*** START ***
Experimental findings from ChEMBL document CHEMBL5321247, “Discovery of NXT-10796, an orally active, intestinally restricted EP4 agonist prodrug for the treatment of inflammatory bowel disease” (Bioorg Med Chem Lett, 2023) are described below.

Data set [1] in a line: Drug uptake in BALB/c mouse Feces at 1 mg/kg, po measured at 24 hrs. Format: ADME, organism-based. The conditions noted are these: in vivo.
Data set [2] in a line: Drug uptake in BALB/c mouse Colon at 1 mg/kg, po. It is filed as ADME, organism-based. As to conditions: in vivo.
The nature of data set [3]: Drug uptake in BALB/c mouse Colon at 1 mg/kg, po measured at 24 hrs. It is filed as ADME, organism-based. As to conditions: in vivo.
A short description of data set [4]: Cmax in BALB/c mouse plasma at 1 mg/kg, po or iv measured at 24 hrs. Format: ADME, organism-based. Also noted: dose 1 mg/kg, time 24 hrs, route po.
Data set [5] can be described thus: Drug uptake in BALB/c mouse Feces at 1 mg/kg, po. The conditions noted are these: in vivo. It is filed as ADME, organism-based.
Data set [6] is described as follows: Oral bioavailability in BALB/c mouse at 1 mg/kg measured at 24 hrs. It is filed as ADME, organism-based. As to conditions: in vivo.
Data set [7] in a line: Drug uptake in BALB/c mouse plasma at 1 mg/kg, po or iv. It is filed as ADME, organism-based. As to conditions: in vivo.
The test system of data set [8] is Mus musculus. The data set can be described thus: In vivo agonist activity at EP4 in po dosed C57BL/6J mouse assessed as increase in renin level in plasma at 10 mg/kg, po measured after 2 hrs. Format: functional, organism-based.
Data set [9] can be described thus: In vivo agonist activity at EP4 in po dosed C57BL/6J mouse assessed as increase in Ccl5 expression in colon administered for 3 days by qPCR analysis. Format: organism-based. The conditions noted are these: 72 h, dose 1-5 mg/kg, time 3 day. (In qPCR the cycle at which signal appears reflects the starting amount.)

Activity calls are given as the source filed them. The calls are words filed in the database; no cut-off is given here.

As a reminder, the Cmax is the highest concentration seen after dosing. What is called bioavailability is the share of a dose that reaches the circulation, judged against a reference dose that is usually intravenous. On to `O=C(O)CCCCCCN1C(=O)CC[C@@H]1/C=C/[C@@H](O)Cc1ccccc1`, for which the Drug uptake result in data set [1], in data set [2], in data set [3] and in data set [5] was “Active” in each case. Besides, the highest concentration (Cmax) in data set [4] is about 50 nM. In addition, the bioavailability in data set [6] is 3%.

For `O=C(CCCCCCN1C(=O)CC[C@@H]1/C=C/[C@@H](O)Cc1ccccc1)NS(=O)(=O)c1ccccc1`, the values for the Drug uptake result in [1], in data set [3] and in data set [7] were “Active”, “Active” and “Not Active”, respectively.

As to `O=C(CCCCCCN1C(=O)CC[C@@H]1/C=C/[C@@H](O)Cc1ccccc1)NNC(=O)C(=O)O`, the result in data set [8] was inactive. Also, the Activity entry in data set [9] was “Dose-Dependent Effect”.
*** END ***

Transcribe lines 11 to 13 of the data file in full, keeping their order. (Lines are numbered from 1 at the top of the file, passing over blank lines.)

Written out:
Activity calls are given as the source filed them. The calls are words filed in the database; no cut-off is given here.

As a reminder, the Cmax is the highest concentration seen after dosing. What is called bioavailability is the share of a dose that reaches the circulation, judged against a reference dose that is usually intravenous. On to `O=C(O)CCCCCCN1C(=O)CC[C@@H]1/C=C/[C@@H](O)Cc1ccccc1`, for which the Drug uptake result in data set [1], in data set [2], in data set [3] and in data set [5] was “Active” in each case. Besides, the highest concentration (Cmax) in data set [4] is about 50 nM. In addition, the bioavailability in data set [6] is 3%.

For `O=C(CCCCCCN1C(=O)CC[C@@H]1/C=C/[C@@H](O)Cc1ccccc1)NS(=O)(=O)c1ccccc1`, the values for the Drug uptake result in [1], in data set [3] and in data set [7] were “Active”, “Active” and “Not Active”, respectively.